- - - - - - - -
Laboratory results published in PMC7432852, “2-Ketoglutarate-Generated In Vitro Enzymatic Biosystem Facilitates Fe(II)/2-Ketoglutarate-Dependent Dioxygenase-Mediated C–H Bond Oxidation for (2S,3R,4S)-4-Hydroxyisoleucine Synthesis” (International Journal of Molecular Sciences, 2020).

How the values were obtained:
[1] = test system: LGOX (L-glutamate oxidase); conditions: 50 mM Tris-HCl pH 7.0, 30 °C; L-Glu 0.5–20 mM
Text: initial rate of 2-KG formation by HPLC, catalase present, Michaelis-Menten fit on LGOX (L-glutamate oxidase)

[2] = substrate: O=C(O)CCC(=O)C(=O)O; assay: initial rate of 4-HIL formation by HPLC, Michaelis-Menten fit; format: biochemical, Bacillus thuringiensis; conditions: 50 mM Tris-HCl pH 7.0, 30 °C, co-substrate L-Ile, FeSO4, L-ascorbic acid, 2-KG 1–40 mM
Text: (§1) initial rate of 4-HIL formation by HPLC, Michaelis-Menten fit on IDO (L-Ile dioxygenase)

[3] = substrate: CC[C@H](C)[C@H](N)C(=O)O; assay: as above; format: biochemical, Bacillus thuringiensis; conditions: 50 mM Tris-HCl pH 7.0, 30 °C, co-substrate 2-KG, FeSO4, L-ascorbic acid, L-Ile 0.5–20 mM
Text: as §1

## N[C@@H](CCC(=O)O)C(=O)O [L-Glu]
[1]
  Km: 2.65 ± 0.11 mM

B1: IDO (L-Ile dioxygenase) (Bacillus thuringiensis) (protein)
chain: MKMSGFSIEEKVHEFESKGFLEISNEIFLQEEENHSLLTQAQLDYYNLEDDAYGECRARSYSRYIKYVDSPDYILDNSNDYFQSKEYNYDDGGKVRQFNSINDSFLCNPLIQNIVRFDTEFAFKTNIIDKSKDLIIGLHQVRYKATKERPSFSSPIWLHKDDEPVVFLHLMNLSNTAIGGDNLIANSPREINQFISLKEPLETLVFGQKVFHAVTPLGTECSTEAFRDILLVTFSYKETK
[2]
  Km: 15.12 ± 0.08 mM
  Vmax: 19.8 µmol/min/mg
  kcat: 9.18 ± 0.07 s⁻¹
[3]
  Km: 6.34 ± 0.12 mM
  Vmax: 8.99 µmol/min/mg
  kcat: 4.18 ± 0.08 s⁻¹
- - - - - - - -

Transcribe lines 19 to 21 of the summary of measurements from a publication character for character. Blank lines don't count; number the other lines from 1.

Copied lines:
  Km: 6.34 ± 0.12 mM
  Vmax: 8.99 µmol/min/mg
  kcat: 4.18 ± 0.08 s⁻¹